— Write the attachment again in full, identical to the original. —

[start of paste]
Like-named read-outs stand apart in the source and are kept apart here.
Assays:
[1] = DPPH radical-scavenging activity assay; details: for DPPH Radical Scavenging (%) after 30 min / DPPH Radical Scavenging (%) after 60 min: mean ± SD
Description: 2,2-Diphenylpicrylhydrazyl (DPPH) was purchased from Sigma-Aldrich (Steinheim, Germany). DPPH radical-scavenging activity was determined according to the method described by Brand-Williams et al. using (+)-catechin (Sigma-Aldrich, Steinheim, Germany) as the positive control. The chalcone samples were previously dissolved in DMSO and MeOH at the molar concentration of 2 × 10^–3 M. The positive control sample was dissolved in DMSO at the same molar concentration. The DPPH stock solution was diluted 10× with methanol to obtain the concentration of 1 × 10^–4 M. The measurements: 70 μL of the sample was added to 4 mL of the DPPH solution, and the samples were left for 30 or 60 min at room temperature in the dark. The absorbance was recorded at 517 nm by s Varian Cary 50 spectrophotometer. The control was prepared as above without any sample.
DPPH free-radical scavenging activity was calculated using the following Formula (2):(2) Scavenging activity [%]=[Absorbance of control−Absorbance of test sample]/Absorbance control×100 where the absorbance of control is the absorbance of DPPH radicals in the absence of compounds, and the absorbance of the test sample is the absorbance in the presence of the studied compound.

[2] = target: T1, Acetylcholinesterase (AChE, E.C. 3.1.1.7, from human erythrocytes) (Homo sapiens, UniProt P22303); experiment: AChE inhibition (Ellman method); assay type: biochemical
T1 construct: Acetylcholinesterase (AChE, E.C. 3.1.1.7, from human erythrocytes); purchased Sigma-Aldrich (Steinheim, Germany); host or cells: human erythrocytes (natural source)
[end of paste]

Like-named read-outs stand apart in the source and are kept apart here.
Assays:
[1] = DPPH radical-scavenging activity assay; details: for DPPH Radical Scavenging (%) after 30 min / DPPH Radical Scavenging (%) after 60 min: mean ± SD
Description: 2,2-Diphenylpicrylhydrazyl (DPPH) was purchased from Sigma-Aldrich (Steinheim, Germany). DPPH radical-scavenging activity was determined according to the method described by Brand-Williams et al. using (+)-catechin (Sigma-Aldrich, Steinheim, Germany) as the positive control. The chalcone samples were previously dissolved in DMSO and MeOH at the molar concentration of 2 × 10^–3 M. The positive control sample was dissolved in DMSO at the same molar concentration. The DPPH stock solution was diluted 10× with methanol to obtain the concentration of 1 × 10^–4 M. The measurements: 70 μL of the sample was added to 4 mL of the DPPH solution, and the samples were left for 30 or 60 min at room temperature in the dark. The absorbance was recorded at 517 nm by s Varian Cary 50 spectrophotometer. The control was prepared as above without any sample.
DPPH free-radical scavenging activity was calculated using the following Formula (2):(2) Scavenging activity [%]=[Absorbance of control−Absorbance of test sample]/Absorbance control×100 where the absorbance of control is the absorbance of DPPH radicals in the absence of compounds, and the absorbance of the test sample is the absorbance in the presence of the studied compound.

[2] = target: T1, Acetylcholinesterase (AChE, E.C. 3.1.1.7, from human erythrocytes) (Homo sapiens, UniProt P22303); experiment: AChE inhibition (Ellman method); assay type: biochemical
T1 construct: Acetylcholinesterase (AChE, E.C. 3.1.1.7, from human erythrocytes); purchased Sigma-Aldrich (Steinheim, Germany); host or cells: human erythrocytes (natural source)